Rahul Bhome, Crick postdoctoral clinical fellow in Erik Sahai’s lab and NIHR Clinical Lecturer in Surgery
At the back end of my PhD, I decided to pursue a short postdoc, to explore some unanswered research questions, broaden my technical skill set, and bridge the gap between PhD student and (junior) group leader. The Crick’s first call for clinical postdoctoral fellows in 2018 came at an opportune time.
I qualified at UCL and followed an academic clinical training pathway, progressing from Academic Foundation Programme to Academic Clinical Fellowship to Clinical Lectureship. Quite early on, I decided to train in Colorectal Surgery, mainly because this subspecialty offers comparatively excellent outcomes for cancer patients.
As a junior registrar, I was fortunate enough to obtain an MRC fellowship, to complete a PhD in the CRUK Southampton Centre. My thesis explored the reciprocal interaction between tumour and stromal compartments in colorectal cancer progression. In order to continue on this theme, I was keen to join a lab with a strong focus on tumour microenvironment. I was kindly introduced to Dr Erik Sahai and his lab at the Crick by Professor Peter Johnson (Director, Crick Cancer Research Network).
Despite surgery being so effective in early stage colorectal cancer, approximately one fifth of patients present with metastatic disease, which is far less amenable to curative resection. With this in mind, Dr Sahai and I devised a project to investigate tumour-host interactions in colorectal liver and lung metastasis. We factored in the time available, aimed to capitalise on expertise at the Crick (and its partner institutions) and considered the skills and datasets that would help me establish an independent research career.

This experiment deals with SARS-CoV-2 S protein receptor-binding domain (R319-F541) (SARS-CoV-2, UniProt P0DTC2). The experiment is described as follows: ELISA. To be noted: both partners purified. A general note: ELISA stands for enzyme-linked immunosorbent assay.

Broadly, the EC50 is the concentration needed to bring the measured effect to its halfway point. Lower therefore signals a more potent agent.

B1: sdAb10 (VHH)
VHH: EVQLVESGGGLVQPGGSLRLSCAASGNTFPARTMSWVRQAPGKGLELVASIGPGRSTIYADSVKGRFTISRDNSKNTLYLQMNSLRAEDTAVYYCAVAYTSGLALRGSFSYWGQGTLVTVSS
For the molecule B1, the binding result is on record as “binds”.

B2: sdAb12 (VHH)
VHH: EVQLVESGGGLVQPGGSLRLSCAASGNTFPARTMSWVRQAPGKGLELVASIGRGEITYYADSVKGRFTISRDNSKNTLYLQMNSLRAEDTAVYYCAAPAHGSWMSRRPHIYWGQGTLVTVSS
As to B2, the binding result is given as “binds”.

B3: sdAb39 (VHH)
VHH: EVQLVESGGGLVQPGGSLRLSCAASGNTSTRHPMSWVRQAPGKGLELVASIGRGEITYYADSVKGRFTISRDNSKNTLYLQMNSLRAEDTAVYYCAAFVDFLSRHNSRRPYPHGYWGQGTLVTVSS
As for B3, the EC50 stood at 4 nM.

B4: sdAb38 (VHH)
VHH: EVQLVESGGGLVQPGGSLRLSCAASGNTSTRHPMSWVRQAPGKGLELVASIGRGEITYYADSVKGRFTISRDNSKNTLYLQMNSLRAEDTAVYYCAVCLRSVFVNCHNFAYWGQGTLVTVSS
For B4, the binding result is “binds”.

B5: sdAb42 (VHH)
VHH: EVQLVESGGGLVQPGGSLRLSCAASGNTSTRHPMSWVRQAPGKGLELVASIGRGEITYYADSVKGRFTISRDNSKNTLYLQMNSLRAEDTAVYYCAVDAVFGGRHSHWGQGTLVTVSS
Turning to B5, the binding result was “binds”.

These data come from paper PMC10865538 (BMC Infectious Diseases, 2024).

Half way through my 12 months, I can safely say that I am enjoying my time in the Sahai lab. The infrastructure of the group meant that I was trained in the appropriate techniques in a timely fashion. I was able to perform experiments for an overlapping study whilst I developed my own models. I have become proficient in the application of mass cytometry to identify signalling changes in co-culture systems (Tape Lab, UCL). Never in my postgraduate career have I had so many opportunities to learn. The Crick provides dedicated teaching in technical (microscopy, flow cytometry, programming) and non-technical (postdoc to group leader programme) skills, almost on a daily basis. Coupled with this are the weekly interest group meetings and Crick Lectures (by international field leaders), quarterly Medicine at the Crick events and annual/ biennial conferences (Autumn Science Meeting, Crick Cancer Conference).
I would strongly recommend a clinical postdoc at the Crick. In a modest amount of time, there is ample opportunity to learn one or more specific techniques to take back to your base institution, generate data for a manuscript or grant and develop scientific partnerships for the future. Finally, I must take the opportunity to thank Dr Sahai for hosting me so generously, Professor Johnson for encouraging me to apply and of course, my family, for their enduring support.